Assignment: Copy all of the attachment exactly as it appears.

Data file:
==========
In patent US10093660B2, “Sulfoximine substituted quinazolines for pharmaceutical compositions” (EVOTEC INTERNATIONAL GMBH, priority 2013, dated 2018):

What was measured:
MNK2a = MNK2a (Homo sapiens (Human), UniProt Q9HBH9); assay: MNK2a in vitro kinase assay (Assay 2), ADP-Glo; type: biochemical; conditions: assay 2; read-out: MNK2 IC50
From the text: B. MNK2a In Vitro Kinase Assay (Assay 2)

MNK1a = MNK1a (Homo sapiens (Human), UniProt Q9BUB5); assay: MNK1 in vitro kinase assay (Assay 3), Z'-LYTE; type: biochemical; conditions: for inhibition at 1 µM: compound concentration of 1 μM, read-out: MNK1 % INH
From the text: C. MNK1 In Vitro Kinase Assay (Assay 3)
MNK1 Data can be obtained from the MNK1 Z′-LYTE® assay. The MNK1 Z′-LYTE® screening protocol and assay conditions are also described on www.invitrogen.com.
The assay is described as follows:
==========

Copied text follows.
In patent US10093660B2, “Sulfoximine substituted quinazolines for pharmaceutical compositions” (EVOTEC INTERNATIONAL GMBH, priority 2013, dated 2018):

What was measured:
MNK2a = MNK2a (Homo sapiens (Human), UniProt Q9HBH9); assay: MNK2a in vitro kinase assay (Assay 2), ADP-Glo; type: biochemical; conditions: assay 2; read-out: MNK2 IC50
From the text: B. MNK2a In Vitro Kinase Assay (Assay 2)

MNK1a = MNK1a (Homo sapiens (Human), UniProt Q9BUB5); assay: MNK1 in vitro kinase assay (Assay 3), Z'-LYTE; type: biochemical; conditions: for inhibition at 1 µM: compound concentration of 1 μM, read-out: MNK1 % INH
From the text: C. MNK1 In Vitro Kinase Assay (Assay 3)
MNK1 Data can be obtained from the MNK1 Z′-LYTE® assay. The MNK1 Z′-LYTE® screening protocol and assay conditions are also described on www.invitrogen.com.
The assay is described as follows: